Msgr. Kochery participates in a Mass for the Feast of the Epiphany with Bishop O'Connell in St. Thomas More Church, Manalapan. A native of India, Msgr. Kochery said the seeds of his priestly vocation were planted at an early age. Monitor file photo
Msgr. Kochery participates in a Mass for the Feast of the Epiphany with Bishop O'Connell in St. Thomas More Church, Manalapan. A native of India, Msgr. Kochery said the seeds of his priestly vocation were planted at an early age. Monitor file photo
For Msgr. Peter Kochery, the seeds of his priestly vocation were planted at an early age – during Mass with his bishop as a young teenager in India.

“My vocation was very straightforward,” recalled Msgr. Kochery, who is celebrating his 50th priestly ordination this year. The priest, who retired last year as a parochial vicar from St. Thomas More Parish, Manalapan, continues to serve there as senior priest.

He shared that his family of six lived a religious life, dedicated to the belief that Christianity was brought to India by the Apostle Thomas. The four children – Peter, Abraham, Babby and Elizabeth – accompanied their parents, Thomas and Mary, to church every Sunday. They prayed as a family twice a day, morning and evening, he said.

“We grew up in a tiny church. … It was a small mission station, and priests used to visit every now and then. I was the only Catholic in a non-Catholic school,” he said.

In 1957, the bishop of Msgr. Kochery’s diocese came to visit a neighboring church, and young Peter was chosen to be an altar server. Afterward, he was told the bishop wanted to see him. “I had been playing and running around [with friends] and I got worried, but when I went to see the bishop, he was smiling.”

“I liked your reading. Do you want to become a priest?” Msgr. Kochery remembers the bishop asking. The young Peter responded “Yes,” and the bishop, referencing the political climate of the time, said, “The communists are going to beat and persecute priests. Are you afraid?”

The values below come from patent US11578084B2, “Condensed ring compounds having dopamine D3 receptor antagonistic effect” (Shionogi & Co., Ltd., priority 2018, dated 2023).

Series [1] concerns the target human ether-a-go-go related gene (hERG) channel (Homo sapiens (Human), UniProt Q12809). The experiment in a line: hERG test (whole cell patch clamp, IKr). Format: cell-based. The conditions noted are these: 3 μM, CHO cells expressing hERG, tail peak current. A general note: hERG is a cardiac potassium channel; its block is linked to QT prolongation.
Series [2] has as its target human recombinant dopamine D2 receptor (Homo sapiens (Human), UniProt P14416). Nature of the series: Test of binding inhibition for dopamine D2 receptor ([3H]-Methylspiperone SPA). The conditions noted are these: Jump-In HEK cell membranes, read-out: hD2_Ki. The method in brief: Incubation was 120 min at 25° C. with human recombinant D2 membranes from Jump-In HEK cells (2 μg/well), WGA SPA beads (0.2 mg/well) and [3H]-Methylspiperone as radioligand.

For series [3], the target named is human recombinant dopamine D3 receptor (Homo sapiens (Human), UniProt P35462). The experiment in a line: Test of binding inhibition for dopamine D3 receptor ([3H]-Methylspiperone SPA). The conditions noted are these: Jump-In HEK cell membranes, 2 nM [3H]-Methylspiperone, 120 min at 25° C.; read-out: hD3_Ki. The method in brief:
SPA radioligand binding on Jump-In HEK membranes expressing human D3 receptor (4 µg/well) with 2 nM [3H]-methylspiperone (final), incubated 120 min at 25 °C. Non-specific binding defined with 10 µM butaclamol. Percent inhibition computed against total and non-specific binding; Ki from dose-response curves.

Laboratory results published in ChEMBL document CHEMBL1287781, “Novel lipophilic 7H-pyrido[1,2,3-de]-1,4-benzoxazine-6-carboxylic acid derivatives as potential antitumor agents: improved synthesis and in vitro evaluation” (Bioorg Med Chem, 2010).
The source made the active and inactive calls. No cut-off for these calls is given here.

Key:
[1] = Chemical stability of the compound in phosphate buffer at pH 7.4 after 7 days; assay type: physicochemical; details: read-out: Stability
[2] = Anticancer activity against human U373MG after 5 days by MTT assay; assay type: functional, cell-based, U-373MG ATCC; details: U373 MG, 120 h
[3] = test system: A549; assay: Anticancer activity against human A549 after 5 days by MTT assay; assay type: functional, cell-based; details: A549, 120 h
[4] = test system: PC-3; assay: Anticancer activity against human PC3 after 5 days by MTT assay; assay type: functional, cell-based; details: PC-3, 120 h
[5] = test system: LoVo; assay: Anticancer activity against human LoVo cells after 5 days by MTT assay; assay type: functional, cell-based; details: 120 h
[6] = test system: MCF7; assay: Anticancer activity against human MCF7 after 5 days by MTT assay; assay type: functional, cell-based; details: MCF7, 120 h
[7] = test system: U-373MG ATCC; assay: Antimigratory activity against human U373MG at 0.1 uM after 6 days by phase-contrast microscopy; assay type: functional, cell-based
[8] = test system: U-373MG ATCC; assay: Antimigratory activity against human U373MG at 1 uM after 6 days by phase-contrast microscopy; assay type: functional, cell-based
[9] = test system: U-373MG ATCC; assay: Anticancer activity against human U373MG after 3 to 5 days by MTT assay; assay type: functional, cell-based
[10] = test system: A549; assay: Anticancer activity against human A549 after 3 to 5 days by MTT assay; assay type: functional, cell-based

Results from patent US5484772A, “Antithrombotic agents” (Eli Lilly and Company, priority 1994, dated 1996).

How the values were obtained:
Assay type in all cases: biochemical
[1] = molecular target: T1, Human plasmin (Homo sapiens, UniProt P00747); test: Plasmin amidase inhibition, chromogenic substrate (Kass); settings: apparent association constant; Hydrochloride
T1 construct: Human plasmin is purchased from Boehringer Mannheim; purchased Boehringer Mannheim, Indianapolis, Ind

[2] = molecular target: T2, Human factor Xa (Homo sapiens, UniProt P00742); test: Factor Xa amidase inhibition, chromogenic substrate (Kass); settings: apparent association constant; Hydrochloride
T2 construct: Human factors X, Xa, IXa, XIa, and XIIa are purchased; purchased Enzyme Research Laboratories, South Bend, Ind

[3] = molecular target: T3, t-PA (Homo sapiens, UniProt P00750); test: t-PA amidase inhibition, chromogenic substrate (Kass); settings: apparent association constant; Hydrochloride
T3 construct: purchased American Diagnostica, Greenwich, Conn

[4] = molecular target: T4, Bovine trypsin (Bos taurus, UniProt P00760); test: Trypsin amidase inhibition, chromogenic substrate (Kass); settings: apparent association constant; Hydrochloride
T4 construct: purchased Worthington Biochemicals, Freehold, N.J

“I said, ‘No,’” Msgr. Kochery recalled, and the bishop said, “Please come and see me after you finish high school.”

“I knew and the family knew that I was going to be a priest,” he said. “I have never regretted that for one single moment. I believe it was God’s call.”

Journey of Ministry

Msgr. Kochery was born in 1943 in Thammanimattam, India. He completed his preparation for the priesthood in the Pontifical Athenaeum, Pune, India, where he received a licentiate in philosophy and theology. He was ordained in 1970 in Tiruvalla, India, by Bishop Zacharias Mar Athanasios. After 13 years as pastor serving in three different parishes, he was sent to pursue doctoral studies in theology at the Toronto School of Theology, Toronto, Canada.

Upon his return to India in 1993, Msgr. Kochery, who also completed a three-month residential course in pastoral counseling in Vellore Christian Counseling Center in India, was appointed rector of the diocesan junior seminary and director of priestly formation in the Archdiocese of Tiruvalla.

Msgr. Kochery was sent to the United States in 1997 as coordinator/president of Malankara Catholic Missions of North America to minister to the growing number of Indian Catholics. He was temporarily assigned as pastor of St. Mary Malankara in the Diocese of Dallas. His first assignment in the Trenton Diocese in 1999 was as parochial vicar in St. Veronica Parish, Howell, where the mission had a headquarters.

He recalled that there came a time when he had the option to return to India or remain in either Canada or the United States to teach or continue in pastoral ministry. “I liked everything here,” he said. “So I decided to continue here in parish work.”

Priestly Journey

Incardinated into the Trenton Diocese in 2007, Msgr. Kochery was assigned as parochial vicar of St. Thomas More Parish in 2008. In 2012, he was named a chaplain to His Holiness with the title of monsignor by Pope Benedict XVI.

Now, as a senior priest in St. Thomas More Parish, his enthusiasm for his vocation and pastoral ministry remains strong.

“The title has changed, but as long as God gives me health and enthusiasm, my heart desires to serve. I thank God that I am able to do so,” Msgr. Kochery said.

He added that he feels humbled to be where he is in this time of COVID-19, serving a community with strong commitment to the Catholic faith.

“It is a hopeful place of Catholic faith,”  Msgr. Kochery said, confident that when COVID-19 cases subside, there will be a great opportunity for rebirth and renewal in the Church. At that time, Msgr. Kochery said his focus will be on re-evangelization.

“There is still faith, and according to my experience, I think we need to help revitalize it,” he said.